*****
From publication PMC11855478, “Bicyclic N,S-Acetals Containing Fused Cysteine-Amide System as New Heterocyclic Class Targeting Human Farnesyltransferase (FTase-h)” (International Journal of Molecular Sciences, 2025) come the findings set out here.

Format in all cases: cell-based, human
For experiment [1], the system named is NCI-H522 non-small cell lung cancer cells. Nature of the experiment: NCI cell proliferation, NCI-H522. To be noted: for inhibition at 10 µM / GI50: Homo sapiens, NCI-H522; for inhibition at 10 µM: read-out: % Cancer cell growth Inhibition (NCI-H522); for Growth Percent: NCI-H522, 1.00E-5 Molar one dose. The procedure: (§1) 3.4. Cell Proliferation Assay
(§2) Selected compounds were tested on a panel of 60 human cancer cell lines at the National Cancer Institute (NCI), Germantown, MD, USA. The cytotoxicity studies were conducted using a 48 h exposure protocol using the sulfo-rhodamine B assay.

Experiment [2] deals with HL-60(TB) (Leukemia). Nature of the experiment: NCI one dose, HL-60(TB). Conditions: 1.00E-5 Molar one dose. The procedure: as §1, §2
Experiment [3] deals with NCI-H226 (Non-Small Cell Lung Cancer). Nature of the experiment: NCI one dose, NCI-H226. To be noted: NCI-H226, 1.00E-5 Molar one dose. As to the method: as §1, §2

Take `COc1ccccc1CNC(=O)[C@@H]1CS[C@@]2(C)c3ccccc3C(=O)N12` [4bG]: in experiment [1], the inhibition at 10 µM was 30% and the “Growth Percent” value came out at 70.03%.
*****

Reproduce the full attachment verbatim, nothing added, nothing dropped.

From publication PMC11855478, “Bicyclic N,S-Acetals Containing Fused Cysteine-Amide System as New Heterocyclic Class Targeting Human Farnesyltransferase (FTase-h)” (International Journal of Molecular Sciences, 2025) come the findings set out here.

Format in all cases: cell-based, human
For experiment [1], the system named is NCI-H522 non-small cell lung cancer cells. Nature of the experiment: NCI cell proliferation, NCI-H522. To be noted: for inhibition at 10 µM / GI50: Homo sapiens, NCI-H522; for inhibition at 10 µM: read-out: % Cancer cell growth Inhibition (NCI-H522); for Growth Percent: NCI-H522, 1.00E-5 Molar one dose. The procedure: (§1) 3.4. Cell Proliferation Assay
(§2) Selected compounds were tested on a panel of 60 human cancer cell lines at the National Cancer Institute (NCI), Germantown, MD, USA. The cytotoxicity studies were conducted using a 48 h exposure protocol using the sulfo-rhodamine B assay.

Experiment [2] deals with HL-60(TB) (Leukemia). Nature of the experiment: NCI one dose, HL-60(TB). Conditions: 1.00E-5 Molar one dose. The procedure: as §1, §2
Experiment [3] deals with NCI-H226 (Non-Small Cell Lung Cancer). Nature of the experiment: NCI one dose, NCI-H226. To be noted: NCI-H226, 1.00E-5 Molar one dose. As to the method: as §1, §2

Take `COc1ccccc1CNC(=O)[C@@H]1CS[C@@]2(C)c3ccccc3C(=O)N12` [4bG]: in experiment [1], the inhibition at 10 µM was 30% and the “Growth Percent” value came out at 70.03%.